Midsize (or second-tier) cities and their CVBs offer religious meeting planners a new array of convention center facilities and lots of negotiability in these recessionary times. Religious conventions that appreciate a little extra attention can find it in second-tier cities, say planners who have experienced it firsthand. “You can negotiate a better contract because you are it,” says Charles Snow, CMP, an independent meeting planner. And, he says, second-tier cities treat you better. “They often go that extra mile.”

The recession has certainly contributed to that popularity. “Successful second-tier cities market themselves as affordable alternatives,” says Loretta Lowe, CMP, an independent meeting planner in San Francisco. “The weak economy is requiring everyone to watch their bottom line.”

But in the long run, the recession will have less impact on rates than on supply, according to Michael Hughes, director of research services for Tradeshow Week. According to Tradeshow Week's statistics, North American exhibit space is expected to increase to 81.9 million square feet by 2005, up from 61 million square feet in 1995. “It's a competitive marketplace right now,” Hughes says. “Usually when one venue expands, it sets off planning processes in other cities.”

He thinks the growth is a kind of double-edged sword: It's great for top-tier cities that are doing well, but less auspicious for many smaller markets. “Large cities may not feel the pinch as much, as it's still challenging to find quality dates.”

What do planners think? “It's getting better now,” Snow says. “Right after 9/11 it was definitely a buyer's market, but it's leveling off.”

“The conference industry is hurting,” says Melea Edwards, conference manager for The Gathering, an association of Christian foundations. “They want our business. Now is a good time to be negotiating, particularly in off-seasons.”

Edwards negotiates room rates, related charges, even food charges. “You'd be surprised at what they'll negotiate. It feels like it's a buyer's market.”

Misleading Name

The affordability of a site may be a selling point, but saving money doesn't help if the No. 1 consideration — the meeting facility — doesn't meet the group's needs.

For example, Edwards' group has unique needs, in that the 300 to 400 members like to meet at higher-end properties, such as four-star hotels and conference centers. She's now finding that more second-tier cities are building resort-type properties.

In fact, many smaller cities now have newer convention centers than those in some in first-tier cities, says Doug Ducate, president and CEO of the Center for Exhibition Industry Research. “There are big advances in today's market. It's less expensive to build a new convention center than it is to retrofit [for technology]. Second-tier doesn't mean second-class,” he adds. “In fact, it may mean state-of-the-art.”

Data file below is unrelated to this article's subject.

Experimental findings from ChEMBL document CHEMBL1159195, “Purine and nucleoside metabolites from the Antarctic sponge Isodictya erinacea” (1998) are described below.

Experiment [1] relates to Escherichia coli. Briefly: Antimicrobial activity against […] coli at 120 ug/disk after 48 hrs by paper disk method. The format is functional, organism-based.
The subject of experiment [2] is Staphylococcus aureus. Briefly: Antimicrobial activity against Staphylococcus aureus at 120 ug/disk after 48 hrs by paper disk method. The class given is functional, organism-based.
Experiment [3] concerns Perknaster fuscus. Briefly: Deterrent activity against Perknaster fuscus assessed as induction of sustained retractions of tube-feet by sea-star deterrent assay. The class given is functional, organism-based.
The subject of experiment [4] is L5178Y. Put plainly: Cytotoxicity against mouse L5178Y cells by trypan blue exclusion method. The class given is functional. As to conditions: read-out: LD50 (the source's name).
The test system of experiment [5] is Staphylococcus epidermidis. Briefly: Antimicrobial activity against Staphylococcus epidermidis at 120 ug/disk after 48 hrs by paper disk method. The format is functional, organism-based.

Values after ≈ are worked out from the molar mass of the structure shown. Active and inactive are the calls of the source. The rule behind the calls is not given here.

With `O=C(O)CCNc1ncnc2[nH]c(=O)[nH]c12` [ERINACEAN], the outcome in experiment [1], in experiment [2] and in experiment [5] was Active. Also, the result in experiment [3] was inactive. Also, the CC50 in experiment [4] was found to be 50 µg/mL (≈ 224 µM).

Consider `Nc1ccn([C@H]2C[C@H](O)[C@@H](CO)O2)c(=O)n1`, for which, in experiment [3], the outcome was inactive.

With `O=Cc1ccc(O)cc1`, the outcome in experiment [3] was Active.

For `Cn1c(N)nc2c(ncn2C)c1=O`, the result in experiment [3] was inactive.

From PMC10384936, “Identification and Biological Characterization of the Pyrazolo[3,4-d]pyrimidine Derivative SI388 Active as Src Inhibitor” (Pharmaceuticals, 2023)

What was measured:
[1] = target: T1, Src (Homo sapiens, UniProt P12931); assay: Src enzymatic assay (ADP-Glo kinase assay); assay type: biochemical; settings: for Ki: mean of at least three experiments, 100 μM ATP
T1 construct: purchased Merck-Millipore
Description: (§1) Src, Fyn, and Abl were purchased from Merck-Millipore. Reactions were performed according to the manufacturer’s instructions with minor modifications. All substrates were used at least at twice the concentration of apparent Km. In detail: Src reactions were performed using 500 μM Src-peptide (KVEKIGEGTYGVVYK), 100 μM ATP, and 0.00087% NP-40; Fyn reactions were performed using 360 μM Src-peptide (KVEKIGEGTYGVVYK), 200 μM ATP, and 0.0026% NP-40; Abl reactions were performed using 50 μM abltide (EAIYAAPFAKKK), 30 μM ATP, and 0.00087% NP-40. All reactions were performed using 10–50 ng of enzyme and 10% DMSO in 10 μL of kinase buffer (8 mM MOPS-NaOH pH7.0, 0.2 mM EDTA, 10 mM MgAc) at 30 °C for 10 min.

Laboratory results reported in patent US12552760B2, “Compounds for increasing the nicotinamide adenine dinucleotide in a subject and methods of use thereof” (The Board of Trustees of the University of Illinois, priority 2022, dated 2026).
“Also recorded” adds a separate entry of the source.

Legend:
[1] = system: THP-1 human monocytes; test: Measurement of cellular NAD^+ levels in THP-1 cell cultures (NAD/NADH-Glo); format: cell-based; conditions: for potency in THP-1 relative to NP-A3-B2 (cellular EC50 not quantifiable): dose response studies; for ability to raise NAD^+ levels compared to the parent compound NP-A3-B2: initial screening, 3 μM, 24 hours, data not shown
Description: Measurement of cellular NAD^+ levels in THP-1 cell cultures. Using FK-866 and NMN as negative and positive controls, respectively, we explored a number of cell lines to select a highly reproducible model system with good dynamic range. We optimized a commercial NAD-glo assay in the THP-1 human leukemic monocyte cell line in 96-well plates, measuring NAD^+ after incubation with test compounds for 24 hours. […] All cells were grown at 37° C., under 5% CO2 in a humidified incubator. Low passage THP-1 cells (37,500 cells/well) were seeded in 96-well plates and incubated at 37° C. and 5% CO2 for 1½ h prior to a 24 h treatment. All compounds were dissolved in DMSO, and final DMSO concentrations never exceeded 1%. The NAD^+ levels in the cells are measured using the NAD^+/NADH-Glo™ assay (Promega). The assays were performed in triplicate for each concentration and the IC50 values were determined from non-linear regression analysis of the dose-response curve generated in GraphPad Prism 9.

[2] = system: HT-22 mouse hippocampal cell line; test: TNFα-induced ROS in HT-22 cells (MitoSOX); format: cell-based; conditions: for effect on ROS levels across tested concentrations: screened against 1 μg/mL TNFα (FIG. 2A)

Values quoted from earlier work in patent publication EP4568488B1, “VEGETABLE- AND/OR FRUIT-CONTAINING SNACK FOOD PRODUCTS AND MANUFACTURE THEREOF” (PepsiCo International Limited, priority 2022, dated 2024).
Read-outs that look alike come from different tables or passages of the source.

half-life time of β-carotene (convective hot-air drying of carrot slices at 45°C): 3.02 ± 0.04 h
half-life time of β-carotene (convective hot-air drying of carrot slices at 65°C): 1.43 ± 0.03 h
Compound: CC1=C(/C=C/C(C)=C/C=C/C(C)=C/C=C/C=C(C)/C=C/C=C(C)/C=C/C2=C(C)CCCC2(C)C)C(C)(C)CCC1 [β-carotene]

And state-of-the-art often means flexibility. When Minneapolis added to its convention center, it included a new 3,400-seat auditorium that can rotate to form three 425-seat lecture halls. Fort Worth, Texas' expansion to its convention center added miles of fiber-optic cable and high-speed data lines.

“Second-tier is unfortunate terminology — it connotes inferior,” says Greg Ortale, president of the Greater Minneapolis Convention and Visitors Association. “Our convention center with our recent expansion is as fine a convention center as any. Rather than saying second-tier, I wish the industry would adopt a nomenclature of ‘midsized.’”

Ortale notes that Minneapolis has hosted the Super Bowl, as well as an Alcoholics Anonymous convention that drew 50,000 people. “We've booked groups that have been to alleged first-tier destinations, and they're able to have just as much fun and as productive a conference [here] as anywhere.”

But other cities welcome the term. Syracuse considers itself second-tier and markets itself around that concept, stressing affordability and its regional location, five hours from major East Coast cities, explains Jerry Keohane, vice president and director of sales and marketing for OnCenter, the city's convention and entertainment complex.

Some planners say that you can tell a second-tier from a first-tier by how hard it will work to get the business, Keohane says.

The Transportation Issue

After 9/11 and the subsequent drop in air travel, major carriers cut back on some air routes. And although service has been rebuilding to pre-9/11 norms, as traffic picks up, some planners worry that it may be too difficult to get enough airlift to smaller meeting destinations. Fret not, say airlines and smaller city convention and visitors bureaus.

“There are some very small communities where air service will not be restored,” says US Airways' spokesman David Castelveter. “Places such as Jonestown, Altoona, and Lancaster, Pa. [But] they're not meeting destinations.” Some smaller cities that are meeting destinations, such as Greenbrier, W. Va., may be serviced by US Airway Express turbo props instead of jets, at least until demand rises. But attendees still will be able to get there, he says.

“All except one of the flights that were canceled at the end of last year have been picked up,” says George Helmstead, vice president of sales, Grand Rapids/Kent County (Mich.) CVB. “It wasn't as if the lack of airlift caused a lack of business,” he explains. “It was the other way around: The lack of business affected the airlift.”

His city's airport has flights to most major association attendee bases, including Washington, D.C., New York, Atlanta, Dallas, and Chicago, and “we're working to pick up a flight from Denver, which would give a good connection point to West Coast attendees.” He's confident that by 2005, when a new convention center opens in Grand Rapids, the city will pick up even more flights.

“The typical question we get isn't ‘Do you have sufficient airlift?’” says Tim McNeil with the Omaha, Neb., CVB. “It's more, ‘Do you have an airport?’ I think they're worried they'll have to land in Wichita and take a covered wagon to get here.” But Omaha does have an airport, which is a five-minute drive from the site of a new convention center that is scheduled to open in August 2003, and plenty of direct flights from prime locations such as Atlanta, Boston, Dallas, Los Angeles, Washington, D.C., New Orleans, and Pittsburgh. “While we were down about 30 percent last September, we've already regained half of what was cut, and by summer we should be flush,” says McNeil.

Other smaller cities admit to being hurt by the cutbacks. “We've been hit hard, and there is concern over lift,” says Pat Phillips, vice president of convention marketing for the Convention and Visitors Association of Lane County (Ore.). “But we do have an advantage because we're located in the middle of the state only about two hours drive from Portland and its airport.”